“It is our choices, Harry, that show us what we truly are, far more than our abilities.” 

“We are our choices.”
–Jean-Paul Sartre 

The question of how animals make decisions based upon prior experiences has plagued neuroscience since the field’s inception. An animal wants to make a decision in such a manner that it maximally benefits, choosing the action with the greatest “action value”. So how does the animal do this?

Reams of journal articles and volumes of books have been dedicated to this problem; for instance, Jonah Lehrer’s mediocre, 2009 #1 NY Times best-seller How We Decide posited several woefully wanting answers addressing just that. More scientific, nuanced approaches have recently implicated the striatum of the basal ganglia, an area associated with planning and habit formation, and implicated in some executive function (e.g. working memory), in reward-based choice based upon previous experience. One key study associated neuronal signals in the striatum with judging expected reward outcomes (Lauweyns et al 2002), and another demonstrated that striatal activity reflects learning based on previous experience in a   reward-based task (Barnes et al 2005). In this vein, UCSF scientist Linda Wilbrecht has been looking at neuronal structure and function associated with learning. Her most recent paper looks at the role of two most common types of dopaminergic neurons, D1 and D2, in the striatum, and their role in reward-based decision making (Tai et al. 2012).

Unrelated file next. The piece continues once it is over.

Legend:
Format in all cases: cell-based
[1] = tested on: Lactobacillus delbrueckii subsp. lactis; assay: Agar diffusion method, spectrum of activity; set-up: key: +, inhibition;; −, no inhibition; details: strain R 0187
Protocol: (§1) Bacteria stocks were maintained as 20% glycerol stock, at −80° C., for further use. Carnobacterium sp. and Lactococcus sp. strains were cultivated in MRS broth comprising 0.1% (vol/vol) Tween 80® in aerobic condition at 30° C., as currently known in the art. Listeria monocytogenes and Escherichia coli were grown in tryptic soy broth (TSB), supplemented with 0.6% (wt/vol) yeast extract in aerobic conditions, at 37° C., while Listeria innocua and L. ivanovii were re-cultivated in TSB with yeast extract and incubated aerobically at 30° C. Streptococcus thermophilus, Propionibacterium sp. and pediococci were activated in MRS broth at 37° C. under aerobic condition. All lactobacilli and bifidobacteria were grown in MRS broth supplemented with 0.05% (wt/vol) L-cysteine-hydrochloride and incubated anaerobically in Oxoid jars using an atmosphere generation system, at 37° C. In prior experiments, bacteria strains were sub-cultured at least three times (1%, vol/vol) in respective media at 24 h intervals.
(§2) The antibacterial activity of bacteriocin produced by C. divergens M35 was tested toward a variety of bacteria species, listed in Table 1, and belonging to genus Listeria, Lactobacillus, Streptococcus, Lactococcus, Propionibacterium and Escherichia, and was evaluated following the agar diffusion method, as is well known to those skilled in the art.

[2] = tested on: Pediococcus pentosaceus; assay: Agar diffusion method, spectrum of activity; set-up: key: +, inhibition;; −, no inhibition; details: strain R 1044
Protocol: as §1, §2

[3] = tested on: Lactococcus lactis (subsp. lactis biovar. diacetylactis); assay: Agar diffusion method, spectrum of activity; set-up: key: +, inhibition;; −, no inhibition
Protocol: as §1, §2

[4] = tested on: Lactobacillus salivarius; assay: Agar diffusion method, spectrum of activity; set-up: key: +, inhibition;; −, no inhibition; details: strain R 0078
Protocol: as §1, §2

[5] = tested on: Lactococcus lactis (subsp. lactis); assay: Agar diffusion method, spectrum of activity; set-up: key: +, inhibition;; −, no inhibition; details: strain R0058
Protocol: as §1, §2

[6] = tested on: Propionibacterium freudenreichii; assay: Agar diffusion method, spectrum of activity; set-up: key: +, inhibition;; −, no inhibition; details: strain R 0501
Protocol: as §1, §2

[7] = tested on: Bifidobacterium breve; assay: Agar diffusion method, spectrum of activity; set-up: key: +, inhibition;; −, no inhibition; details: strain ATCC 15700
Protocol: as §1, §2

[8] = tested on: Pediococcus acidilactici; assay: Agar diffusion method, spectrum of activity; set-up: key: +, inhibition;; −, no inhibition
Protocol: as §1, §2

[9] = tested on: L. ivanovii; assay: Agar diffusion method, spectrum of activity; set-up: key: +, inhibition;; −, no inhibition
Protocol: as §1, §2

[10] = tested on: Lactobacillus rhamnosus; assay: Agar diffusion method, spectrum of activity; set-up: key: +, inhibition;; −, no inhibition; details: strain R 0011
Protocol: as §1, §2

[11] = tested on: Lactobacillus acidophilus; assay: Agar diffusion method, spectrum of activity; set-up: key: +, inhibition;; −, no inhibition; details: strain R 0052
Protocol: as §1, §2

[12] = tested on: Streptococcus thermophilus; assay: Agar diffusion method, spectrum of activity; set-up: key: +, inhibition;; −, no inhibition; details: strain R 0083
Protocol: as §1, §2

(a) Sequence of events in a probabilistic switching task. Mice learned to initiate a trial at the center port and to choose a left or right peripheral port for water reinforcement. Only one peripheral port was rewarded at a time. In 25% of trials, neither port was rewarded. The rewarded port was switched only after a rewarded trial. (b) Fraction of choices for left port (n = 28 subjects) for trials before and after a switch of the rewarded port (at trial 0). (c) Fraction of choices for the left port from one subject for reward histories in which two consecutive choices to either the left or the right port were made during the previous two trials. Data from mixed choice histories are not shown for brevity. All error bars represent s.e.m. (From Tai et al. 2012).

In a fairly straightforward assay, mice were presented with 3 ports. Upon sticking their snout in the center port, lights would turn on above the side ports, and, if the mice subsequently stuck their snout in the left or right port (depending on the trial), they would receive water (not quite as a good as juice, but I guess it works) 75% of the time. The mice learned this task quickly, with their tendency to go to the left port largely determined by whether they received a water reward on the past two trials. The authors inserted a Cre-dependent light-activated ion channel (ChR2) into a line of mice expressing Cre-recombinase in either striatal D1 or D2 neurons, (for a well-written primer on the usage of optogenetics with Cre, see Luo et al. 2008). By then shining a laser into the striatum, the authors were able to selectively activate striatal D1 or D2 neurons. These mice were then used in the aforementioned reward paradigm, with optical stimulation pulsed for a half second upon a center nose poke (the beginning of the paradigm). They found that, compared to ChR2-lacking controls, activation of D1 neurons led to a stronger tendency to go to the right port, while D2 neuronal activation seemed to have the exact opposite effect: the mice were more apt to go to the right port. Importantly, in both cases, the magnitude of their response depended on whether they received water out of a particular port in the previous trial, which indicates a learning behavior. These data are nicely illustrated in Figure 3, particularly in d and e, which show opposite trends, demonstrating a bias left (3e, D2 activation) or right (3d, D1) when plotted against control responses.